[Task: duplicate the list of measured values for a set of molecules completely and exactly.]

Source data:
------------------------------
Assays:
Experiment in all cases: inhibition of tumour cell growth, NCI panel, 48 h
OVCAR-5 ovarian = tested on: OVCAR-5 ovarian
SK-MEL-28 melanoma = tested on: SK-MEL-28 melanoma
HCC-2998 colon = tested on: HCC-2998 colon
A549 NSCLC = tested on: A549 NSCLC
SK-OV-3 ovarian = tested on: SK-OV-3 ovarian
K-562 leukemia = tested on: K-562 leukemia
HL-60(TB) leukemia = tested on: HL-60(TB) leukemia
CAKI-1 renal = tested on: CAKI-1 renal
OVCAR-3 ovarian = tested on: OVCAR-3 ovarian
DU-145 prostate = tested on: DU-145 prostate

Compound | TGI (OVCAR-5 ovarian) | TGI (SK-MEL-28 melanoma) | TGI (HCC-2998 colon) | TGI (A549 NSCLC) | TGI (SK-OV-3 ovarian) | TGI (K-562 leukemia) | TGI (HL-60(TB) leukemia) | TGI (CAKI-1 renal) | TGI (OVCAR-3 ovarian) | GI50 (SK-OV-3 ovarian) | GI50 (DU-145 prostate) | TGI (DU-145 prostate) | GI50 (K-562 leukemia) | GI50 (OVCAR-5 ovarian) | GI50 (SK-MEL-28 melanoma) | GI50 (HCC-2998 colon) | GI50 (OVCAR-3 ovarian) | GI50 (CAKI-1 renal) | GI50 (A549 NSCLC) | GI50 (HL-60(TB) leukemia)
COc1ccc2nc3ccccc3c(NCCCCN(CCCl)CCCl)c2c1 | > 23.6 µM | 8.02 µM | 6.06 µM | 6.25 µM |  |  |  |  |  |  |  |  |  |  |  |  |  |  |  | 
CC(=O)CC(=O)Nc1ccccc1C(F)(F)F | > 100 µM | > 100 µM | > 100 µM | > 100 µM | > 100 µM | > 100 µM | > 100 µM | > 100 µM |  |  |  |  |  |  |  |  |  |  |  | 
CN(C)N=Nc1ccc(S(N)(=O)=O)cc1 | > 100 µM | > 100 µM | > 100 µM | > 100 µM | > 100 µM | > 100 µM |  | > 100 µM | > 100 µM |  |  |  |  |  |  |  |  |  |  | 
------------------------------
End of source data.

Assays:
Experiment in all cases: inhibition of tumour cell growth, NCI panel, 48 h
OVCAR-5 ovarian = tested on: OVCAR-5 ovarian
SK-MEL-28 melanoma = tested on: SK-MEL-28 melanoma
HCC-2998 colon = tested on: HCC-2998 colon
A549 NSCLC = tested on: A549 NSCLC
SK-OV-3 ovarian = tested on: SK-OV-3 ovarian
K-562 leukemia = tested on: K-562 leukemia
HL-60(TB) leukemia = tested on: HL-60(TB) leukemia
CAKI-1 renal = tested on: CAKI-1 renal
OVCAR-3 ovarian = tested on: OVCAR-3 ovarian
DU-145 prostate = tested on: DU-145 prostate

Compound | TGI (OVCAR-5 ovarian) | TGI (SK-MEL-28 melanoma) | TGI (HCC-2998 colon) | TGI (A549 NSCLC) | TGI (SK-OV-3 ovarian) | TGI (K-562 leukemia) | TGI (HL-60(TB) leukemia) | TGI (CAKI-1 renal) | TGI (OVCAR-3 ovarian) | GI50 (SK-OV-3 ovarian) | GI50 (DU-145 prostate) | TGI (DU-145 prostate) | GI50 (K-562 leukemia) | GI50 (OVCAR-5 ovarian) | GI50 (SK-MEL-28 melanoma) | GI50 (HCC-2998 colon) | GI50 (OVCAR-3 ovarian) | GI50 (CAKI-1 renal) | GI50 (A549 NSCLC) | GI50 (HL-60(TB) leukemia)
COc1ccc2nc3ccccc3c(NCCCCN(CCCl)CCCl)c2c1 | > 23.6 µM | 8.02 µM | 6.06 µM | 6.25 µM |  |  |  |  |  |  |  |  |  |  |  |  |  |  |  | 
CC(=O)CC(=O)Nc1ccccc1C(F)(F)F | > 100 µM | > 100 µM | > 100 µM | > 100 µM | > 100 µM | > 100 µM | > 100 µM | > 100 µM |  |  |  |  |  |  |  |  |  |  |  | 
CN(C)N=Nc1ccc(S(N)(=O)=O)cc1 | > 100 µM | > 100 µM | > 100 µM | > 100 µM | > 100 µM | > 100 µM |  | > 100 µM | > 100 µM |  |  |  |  |  |  |  |  |  |  | 